This warrior design calls us to celebrate and honor the inner warrior in all of us. Embodying this state can mean being vulnerable and plunging into the unknown, trusting whatever the outcome may be. As the mermaid reminds us, the deep and mysterious can be cleansing and healing.



Water’s changeable nature, fertility, nourishment and undulating sensual rhythms are why it is often given a feminine face. Water’s duality reflects that of a mermaid in it’s representation of the divine feminine and nurturer that water represents to all life.  

In folklore and fairytales, mermaids are often found with a comb or a mirror. While your first thought may be that this is an object of vanity, its meaning goes much deeper than that. Symbolically, the mirror represents a portal between the conscious and unconscious worlds. The comb is urging us to consider both sides of consciousness in order to see more clearly.  In today’s world this could take the shape of UNlearning many of the collective programmings around equality, worthiness, and value that have taken over our minds and created our realities. Can you dive into your subconscious and face the biases and beliefs that no longer serve you? Can you add conscious thought to reprogram those beliefs into something that aligns with your heart? 

The act of combing one's hair has been portrayed as vain in many cases. But the true meaning of the act is one of purification leading to transcendence. Yet another patriarchal reframe created to undermine the power of women.



Disney is one of the most powerful narrative machines in North America. In Disney’s The Little Mermaid, there were some surprisingly progressive depictions for 1989 amid the Ragean era - but sadly tradition and patriarchy still were the dominant message. 

King Triton represents the dominant culture and social order. He is depicted as being over protective - but really he is repressive and ruled by fear of the unknown. His oppression forces Ariel to create a hidden place with all her dreams and treasures (the cave) which represents the inner psyche we have as youth to dream beyond circumstance. But not surprisingly, the King destroys it once he finds it. 

On Ariel’s quest for love she is instructed to give up her voice (her soul and true self) in order to find love (in 3 days! Which is a nod to women’s limited fertility window). Ursula tells her she doesn’t need her voice, she just needs her body language - great message for young children. (eye roll) Although Ursuala is a “woman scorned”, she also represents gender fluidity and sexuality. Her purpose is to represent that which is not accepted in society.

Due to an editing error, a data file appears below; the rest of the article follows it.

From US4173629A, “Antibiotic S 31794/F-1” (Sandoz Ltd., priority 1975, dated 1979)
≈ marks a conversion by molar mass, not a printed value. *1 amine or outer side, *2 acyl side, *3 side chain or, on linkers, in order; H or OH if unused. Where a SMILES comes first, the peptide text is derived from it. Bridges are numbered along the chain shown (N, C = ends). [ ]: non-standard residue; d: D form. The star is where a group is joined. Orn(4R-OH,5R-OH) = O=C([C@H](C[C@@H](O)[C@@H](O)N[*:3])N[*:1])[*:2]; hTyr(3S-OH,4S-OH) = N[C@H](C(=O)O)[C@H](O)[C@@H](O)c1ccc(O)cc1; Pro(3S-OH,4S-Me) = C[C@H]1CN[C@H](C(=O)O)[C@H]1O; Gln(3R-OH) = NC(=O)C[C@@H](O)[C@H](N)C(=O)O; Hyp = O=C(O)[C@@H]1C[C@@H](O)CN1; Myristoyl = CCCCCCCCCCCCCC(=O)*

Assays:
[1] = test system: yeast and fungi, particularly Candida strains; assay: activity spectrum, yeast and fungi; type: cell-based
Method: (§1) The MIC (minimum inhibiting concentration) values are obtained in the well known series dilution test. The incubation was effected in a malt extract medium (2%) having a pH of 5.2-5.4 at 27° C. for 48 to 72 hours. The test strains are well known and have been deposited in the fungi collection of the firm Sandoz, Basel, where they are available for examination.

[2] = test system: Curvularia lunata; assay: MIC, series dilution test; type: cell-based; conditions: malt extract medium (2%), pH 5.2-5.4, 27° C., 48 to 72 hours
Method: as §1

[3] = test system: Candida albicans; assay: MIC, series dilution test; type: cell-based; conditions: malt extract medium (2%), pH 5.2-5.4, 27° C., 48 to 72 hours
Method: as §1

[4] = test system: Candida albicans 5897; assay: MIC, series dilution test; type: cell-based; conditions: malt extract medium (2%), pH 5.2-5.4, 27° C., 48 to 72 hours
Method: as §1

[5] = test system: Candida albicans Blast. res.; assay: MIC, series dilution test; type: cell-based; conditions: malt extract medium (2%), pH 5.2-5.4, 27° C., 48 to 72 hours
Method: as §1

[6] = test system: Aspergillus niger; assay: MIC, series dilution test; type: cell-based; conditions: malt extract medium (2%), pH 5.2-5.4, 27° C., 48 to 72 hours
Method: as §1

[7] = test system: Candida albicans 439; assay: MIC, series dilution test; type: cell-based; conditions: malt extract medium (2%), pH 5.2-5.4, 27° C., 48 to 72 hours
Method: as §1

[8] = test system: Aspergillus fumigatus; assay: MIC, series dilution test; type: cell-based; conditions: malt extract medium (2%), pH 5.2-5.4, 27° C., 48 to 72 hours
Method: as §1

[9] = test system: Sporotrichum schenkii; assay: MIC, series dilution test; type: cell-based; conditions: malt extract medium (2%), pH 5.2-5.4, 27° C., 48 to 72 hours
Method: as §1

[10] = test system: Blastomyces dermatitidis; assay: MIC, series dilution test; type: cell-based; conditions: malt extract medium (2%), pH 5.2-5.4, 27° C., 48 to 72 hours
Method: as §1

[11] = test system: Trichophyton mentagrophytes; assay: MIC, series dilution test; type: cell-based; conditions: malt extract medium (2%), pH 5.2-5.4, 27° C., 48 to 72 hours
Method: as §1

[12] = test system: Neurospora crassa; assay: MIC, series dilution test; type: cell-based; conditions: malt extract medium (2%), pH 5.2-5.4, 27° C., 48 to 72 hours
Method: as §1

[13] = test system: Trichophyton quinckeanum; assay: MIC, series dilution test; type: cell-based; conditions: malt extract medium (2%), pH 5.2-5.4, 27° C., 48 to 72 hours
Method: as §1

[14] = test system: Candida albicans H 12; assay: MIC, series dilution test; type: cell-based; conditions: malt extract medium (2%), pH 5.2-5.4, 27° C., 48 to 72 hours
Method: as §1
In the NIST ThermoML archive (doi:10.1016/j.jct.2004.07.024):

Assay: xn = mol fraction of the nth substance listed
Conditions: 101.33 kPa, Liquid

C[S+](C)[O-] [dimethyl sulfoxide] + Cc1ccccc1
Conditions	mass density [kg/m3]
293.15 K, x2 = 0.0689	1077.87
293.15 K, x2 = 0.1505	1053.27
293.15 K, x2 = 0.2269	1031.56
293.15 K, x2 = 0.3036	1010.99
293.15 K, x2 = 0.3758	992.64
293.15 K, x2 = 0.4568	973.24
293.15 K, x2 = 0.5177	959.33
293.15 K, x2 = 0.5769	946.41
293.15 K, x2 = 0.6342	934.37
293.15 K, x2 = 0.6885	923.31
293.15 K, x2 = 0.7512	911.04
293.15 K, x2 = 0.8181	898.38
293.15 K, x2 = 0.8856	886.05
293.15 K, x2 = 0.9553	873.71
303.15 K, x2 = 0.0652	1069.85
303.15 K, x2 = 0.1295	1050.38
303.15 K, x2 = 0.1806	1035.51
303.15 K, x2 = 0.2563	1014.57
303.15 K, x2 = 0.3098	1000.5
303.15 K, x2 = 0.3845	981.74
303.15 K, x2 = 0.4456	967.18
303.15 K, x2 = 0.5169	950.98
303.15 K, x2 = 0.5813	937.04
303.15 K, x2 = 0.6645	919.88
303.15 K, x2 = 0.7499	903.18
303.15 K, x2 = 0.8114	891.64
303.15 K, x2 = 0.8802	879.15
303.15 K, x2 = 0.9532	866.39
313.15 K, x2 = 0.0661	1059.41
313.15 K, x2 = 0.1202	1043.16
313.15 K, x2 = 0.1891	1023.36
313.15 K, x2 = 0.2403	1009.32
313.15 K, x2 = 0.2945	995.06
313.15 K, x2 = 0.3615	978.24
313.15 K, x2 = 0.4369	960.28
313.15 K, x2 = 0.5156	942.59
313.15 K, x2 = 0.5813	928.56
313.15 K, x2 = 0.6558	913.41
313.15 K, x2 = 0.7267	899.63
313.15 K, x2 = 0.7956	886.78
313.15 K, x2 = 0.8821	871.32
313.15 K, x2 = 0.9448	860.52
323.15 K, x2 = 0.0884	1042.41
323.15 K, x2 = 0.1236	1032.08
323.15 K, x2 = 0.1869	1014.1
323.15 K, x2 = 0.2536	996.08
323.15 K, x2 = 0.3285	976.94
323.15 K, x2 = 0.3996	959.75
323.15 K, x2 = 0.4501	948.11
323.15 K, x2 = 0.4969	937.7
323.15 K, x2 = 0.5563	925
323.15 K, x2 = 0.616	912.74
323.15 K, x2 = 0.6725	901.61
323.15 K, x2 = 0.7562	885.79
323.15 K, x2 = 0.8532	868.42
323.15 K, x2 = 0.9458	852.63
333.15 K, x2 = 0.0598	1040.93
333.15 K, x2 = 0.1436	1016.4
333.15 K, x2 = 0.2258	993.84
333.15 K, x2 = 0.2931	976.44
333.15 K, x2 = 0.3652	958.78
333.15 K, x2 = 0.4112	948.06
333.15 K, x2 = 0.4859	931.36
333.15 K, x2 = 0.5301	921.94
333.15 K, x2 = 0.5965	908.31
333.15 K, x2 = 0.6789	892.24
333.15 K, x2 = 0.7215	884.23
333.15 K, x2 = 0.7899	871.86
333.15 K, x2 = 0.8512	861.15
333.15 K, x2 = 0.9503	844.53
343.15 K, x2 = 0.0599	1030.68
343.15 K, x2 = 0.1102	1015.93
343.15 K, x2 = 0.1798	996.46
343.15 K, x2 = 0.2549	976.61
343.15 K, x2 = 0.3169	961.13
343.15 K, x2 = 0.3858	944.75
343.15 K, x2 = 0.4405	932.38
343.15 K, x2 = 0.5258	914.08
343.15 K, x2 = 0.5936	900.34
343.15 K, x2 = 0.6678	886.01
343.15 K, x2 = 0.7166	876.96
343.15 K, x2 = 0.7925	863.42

Sadly in the end, King Triton kills Ursula (with a phallic object noless) and Ariel chooses the traditional life of young marriage to a man much like her father. 

What’s interesting about the use of the mermaid is that the sea represents the subconscious. All of these suppressive forces & yearnings to breakfree are happening in our subconscious. Yet, in the case of Ariel she chooses to ignore the call of the wild and Ursula is left to drown in the depths of the subconscious. 

Not quite a fairytale afterall.



As the sea nurtures people from all walks of life, mermaids appear in past myths and folklore from around the world. Their stories are as colourful as the people who tell them. Long before European settlers came to the new world, bringing their tales of mermaids with them, the indigenous folk across turtle island already knew about the fish people who lived in their oceans, rivers and lakes. In Inuit mythology, Sedna is the goddess of the sea and mother of marine animals, her sacrifice brought an abundance of food to her people. In Anishinaabe folklore, the Nibiianaabe are a race of water spirits and these creatures are used as a clan symbol in some Ojibwe communities.



Once again, we give thanks to Alyssa Bardy for the amazing photography of us modelling the product. And once again (just like the Enchanted Forest shoot) we were absolutely freezing and Alyssa had to edit out some goose bumps! haha